On April 8, 1960, a young American astronomer, Frank Drake, turned a radio telescope toward the star Tau Ceti and listened for several hours to see if he could detect any artificial radio signals. With this modest start began a worldwide project of potentially momentous significance. Known as SETI - Search for Extraterrestrial Intelligence - it is an amalgam of science, technology, adventure, curiosity and a bold vision of humanity's destiny. Drake has said that SETI is really a search for ourselves - who we are and what our place might be in the grand cosmic scheme of things.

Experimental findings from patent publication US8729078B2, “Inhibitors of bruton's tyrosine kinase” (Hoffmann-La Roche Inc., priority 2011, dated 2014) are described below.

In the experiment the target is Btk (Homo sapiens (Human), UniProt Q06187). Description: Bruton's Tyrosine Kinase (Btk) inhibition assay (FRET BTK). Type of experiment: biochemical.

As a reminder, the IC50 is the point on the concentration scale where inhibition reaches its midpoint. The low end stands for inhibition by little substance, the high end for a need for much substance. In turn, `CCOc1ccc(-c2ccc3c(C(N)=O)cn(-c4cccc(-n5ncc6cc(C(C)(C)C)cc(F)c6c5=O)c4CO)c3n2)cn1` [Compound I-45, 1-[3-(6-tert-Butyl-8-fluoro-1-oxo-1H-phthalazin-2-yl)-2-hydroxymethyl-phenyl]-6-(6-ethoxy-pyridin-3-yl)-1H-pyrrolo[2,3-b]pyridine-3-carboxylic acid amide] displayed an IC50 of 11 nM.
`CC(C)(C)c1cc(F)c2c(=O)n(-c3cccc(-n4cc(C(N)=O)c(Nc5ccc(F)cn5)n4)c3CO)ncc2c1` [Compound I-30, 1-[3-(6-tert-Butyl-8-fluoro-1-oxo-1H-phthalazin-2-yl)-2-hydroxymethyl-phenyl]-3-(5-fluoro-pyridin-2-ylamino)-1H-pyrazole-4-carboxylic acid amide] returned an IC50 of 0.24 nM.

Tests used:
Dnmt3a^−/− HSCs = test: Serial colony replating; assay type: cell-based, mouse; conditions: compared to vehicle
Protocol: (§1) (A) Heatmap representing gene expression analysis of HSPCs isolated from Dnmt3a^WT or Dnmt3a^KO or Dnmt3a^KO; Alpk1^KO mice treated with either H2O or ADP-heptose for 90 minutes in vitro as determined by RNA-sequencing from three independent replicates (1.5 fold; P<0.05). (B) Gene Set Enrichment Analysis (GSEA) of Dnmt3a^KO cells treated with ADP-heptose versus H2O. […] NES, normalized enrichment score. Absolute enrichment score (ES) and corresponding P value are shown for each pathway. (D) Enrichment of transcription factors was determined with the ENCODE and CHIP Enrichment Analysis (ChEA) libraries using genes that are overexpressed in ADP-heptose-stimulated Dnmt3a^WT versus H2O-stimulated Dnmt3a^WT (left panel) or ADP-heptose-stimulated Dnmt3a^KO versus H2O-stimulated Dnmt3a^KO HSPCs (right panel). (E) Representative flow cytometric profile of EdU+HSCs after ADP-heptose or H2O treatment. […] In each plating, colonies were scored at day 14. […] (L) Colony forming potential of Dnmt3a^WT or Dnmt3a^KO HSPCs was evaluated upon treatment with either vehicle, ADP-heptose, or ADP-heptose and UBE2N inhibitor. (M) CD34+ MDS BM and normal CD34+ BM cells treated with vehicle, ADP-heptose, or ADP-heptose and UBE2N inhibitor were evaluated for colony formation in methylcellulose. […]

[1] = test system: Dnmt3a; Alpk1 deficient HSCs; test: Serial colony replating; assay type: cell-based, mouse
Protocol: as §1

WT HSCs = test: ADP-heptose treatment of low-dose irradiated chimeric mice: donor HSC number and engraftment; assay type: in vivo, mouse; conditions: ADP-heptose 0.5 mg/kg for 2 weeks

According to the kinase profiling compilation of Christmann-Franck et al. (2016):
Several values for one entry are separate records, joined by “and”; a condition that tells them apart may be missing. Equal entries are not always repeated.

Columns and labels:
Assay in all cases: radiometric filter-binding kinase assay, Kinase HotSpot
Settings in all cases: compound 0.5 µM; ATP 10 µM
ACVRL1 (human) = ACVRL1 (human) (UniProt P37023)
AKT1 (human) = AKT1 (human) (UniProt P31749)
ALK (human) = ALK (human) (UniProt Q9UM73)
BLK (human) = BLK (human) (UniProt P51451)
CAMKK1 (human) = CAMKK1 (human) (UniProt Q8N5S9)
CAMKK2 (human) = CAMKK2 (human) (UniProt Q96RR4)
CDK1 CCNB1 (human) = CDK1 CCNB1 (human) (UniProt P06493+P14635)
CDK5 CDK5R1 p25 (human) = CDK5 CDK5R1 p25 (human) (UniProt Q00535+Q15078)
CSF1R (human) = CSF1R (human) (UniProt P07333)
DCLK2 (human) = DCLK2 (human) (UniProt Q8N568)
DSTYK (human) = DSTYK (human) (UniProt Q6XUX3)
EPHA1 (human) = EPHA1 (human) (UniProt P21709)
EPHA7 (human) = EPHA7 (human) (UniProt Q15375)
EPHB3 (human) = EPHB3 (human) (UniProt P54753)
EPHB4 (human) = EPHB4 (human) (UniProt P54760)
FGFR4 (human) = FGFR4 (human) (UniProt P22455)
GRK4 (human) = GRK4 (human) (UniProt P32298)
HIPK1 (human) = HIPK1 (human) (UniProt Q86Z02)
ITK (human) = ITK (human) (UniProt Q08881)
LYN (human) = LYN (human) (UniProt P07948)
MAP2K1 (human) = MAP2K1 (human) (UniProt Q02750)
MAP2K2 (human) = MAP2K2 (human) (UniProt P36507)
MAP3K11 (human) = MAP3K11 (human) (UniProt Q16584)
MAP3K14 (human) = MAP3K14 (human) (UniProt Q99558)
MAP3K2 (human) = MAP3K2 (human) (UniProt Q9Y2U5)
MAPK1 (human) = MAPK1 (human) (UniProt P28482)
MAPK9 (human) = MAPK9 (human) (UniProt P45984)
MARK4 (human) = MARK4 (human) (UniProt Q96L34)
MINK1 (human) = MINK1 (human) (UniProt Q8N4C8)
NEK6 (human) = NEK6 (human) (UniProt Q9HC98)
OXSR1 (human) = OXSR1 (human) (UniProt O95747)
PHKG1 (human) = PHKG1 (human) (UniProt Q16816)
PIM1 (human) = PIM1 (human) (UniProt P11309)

Yet with one tantalizing exception, SETI has produced only negative results. After millions of hours spent eavesdropping on the cosmos astronomers have detected only the eerie sound of silence. What does that mean? Are we in fact alone in the vastness of the universe? Is ET out there, but not sending any messages our way? Might we be surrounded by messages we simply don't recognize? Is SETI a waste of time and money, or should we press ahead with new and more sensitive antennas? Or look somewhere else? And if a signal were to be received, what then? How would we - or even should we - respond